Sympatric diversification as influenced by ecological opportunity and historical contingency in a young species lineage of whitefish
AuthorSiwertsson, Anna; Knudsen, Rune; Kahilainen, Kimmo; Præbel, Kim; Primicerio, Raul; Amundsen, Per-Arne
In adaptive radiations, ecological opportunity (i.e. niche availability) is considered to be an important driver to increase phenotypic variation, but diversity may also be constrained by historical factors related to colonization events. How do ecological opportunity and post-glacial colonization history affect the phenotypic diversity in a young species lineage? We quantified phenotypic diversity by the number of co-existing morphs and a heritable morphological trait (gill raker number) in 39 European whitefish (Coregonus lavaretus) populations. Level of diversity was compared within and between three sub-arctic watercourses, and explored in relation to ecological opportunity (habitat availability and lake productivity) and colonization history (lake elevation and position). We found three main distribution patterns of gill raker number: unimodal (approximate range 20–30), bimodal (20–30 vs. 30–40), and trimodal (15–20 vs. 20–30 vs. 30–40), representing monomorphic, dimorphic, and trimorphic populations respectively. In addition, a pattern intermediate to the monomorphic and dimorphic populations was recorded in all watercourses. Polymorphism increased from west to east among watercourses, which can mainly be explained by post-glacial colonization history. Higher diversity was also observed in downstream sites within each watercourse, and increased with lake size and productivity. Our findings confirm that both ecological opportunity and historical constraints related to post-glacial colonization influence phenotypic patterns in a diverging lineage.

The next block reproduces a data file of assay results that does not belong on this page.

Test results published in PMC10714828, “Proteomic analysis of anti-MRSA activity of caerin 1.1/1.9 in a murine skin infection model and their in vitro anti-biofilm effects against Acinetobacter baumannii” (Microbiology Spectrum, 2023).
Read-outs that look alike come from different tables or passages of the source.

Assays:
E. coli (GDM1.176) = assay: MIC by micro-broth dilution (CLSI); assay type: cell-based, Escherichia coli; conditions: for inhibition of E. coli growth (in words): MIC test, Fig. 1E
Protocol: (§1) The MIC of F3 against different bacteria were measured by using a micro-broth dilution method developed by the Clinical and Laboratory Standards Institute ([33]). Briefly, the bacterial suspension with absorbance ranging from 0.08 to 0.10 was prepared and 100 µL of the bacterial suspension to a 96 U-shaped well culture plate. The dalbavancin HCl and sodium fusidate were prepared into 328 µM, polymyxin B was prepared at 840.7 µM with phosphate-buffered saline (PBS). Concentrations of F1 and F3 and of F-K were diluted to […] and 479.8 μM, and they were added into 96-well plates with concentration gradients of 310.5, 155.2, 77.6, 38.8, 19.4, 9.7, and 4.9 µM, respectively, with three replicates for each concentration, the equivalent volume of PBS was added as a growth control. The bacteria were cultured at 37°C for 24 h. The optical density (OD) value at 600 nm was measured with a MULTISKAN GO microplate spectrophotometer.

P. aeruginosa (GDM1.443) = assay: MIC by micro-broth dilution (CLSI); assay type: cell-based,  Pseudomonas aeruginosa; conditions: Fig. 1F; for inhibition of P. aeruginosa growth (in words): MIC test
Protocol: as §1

This article is part of Anna Siwertsons' doctoral thesis. Available in Munin at http://hdl.handle.net/10037/4566
CitationEvolutionary Ecology Research 12(2011) nr. 8 s. 929-947
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